In a report, the IoD claims the Working Families Tax Credit alone costs £300 per employee to administer and that small firms are typically spending six hours a week dealing with red tape.
And deputy head of the IoD’s policy unit, Richard Baron criticised the Better Regulation Task Force.
‘The task force was pushing the case for less regulation, because regulation damages business,’ he said.
‘Now it has lost its clearly focused remit, in favour of advising the government on action which improves the effectiveness and credibility of government regulation.’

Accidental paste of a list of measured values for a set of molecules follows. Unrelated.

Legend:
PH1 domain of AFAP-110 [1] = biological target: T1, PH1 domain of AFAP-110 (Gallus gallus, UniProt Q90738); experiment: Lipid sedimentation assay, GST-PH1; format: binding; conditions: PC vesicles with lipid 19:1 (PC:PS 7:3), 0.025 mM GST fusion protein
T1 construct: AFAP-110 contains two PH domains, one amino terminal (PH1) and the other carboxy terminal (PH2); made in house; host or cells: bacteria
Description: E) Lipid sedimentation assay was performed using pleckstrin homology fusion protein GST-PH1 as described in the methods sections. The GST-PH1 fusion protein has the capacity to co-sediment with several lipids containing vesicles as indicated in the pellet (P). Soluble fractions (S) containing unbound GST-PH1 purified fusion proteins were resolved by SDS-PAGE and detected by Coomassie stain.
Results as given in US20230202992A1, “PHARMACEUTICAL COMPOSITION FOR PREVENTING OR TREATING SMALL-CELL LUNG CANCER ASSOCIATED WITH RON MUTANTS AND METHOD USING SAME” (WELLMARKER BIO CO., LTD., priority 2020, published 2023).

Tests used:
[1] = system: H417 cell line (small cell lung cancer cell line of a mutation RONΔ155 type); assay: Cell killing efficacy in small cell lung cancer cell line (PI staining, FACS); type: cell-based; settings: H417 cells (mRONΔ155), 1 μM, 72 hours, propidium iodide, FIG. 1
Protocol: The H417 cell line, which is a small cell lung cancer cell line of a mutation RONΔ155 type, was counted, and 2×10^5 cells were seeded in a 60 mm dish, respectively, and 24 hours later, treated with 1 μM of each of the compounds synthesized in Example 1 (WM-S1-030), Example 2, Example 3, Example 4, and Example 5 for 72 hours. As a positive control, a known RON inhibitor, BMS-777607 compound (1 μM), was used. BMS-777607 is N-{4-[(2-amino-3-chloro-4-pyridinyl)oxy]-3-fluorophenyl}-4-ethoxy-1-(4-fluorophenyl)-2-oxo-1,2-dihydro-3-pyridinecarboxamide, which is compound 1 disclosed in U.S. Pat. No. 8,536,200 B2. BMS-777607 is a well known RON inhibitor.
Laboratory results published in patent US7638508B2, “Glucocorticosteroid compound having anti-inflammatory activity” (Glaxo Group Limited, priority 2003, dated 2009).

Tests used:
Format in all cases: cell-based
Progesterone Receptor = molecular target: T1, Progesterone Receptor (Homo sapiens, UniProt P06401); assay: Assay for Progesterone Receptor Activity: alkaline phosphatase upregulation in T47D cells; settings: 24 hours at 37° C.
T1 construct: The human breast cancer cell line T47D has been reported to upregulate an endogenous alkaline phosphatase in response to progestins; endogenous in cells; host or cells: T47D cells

‘There is no longer a presumption that regulations should be removed rather than added to.’
Teresa Graham, the deputy chair of the Better Regulation Task Force shared some of Baron’s concerns, but added: ‘Getting the promise of the Regulatory Reform Bill a major achievement in itself, as we need a vehicle to get rid of outdated regulation.’
The IoD’s report has contradicted earlier statements from the government on regulation.
Graham Stringer, Cabinet Office minister for regulatory issues said last week: ‘The government is committed to cutting red tape to make life easier for businesses and to help free staff time so they can concentrate on building up their business, not filling out forms.’
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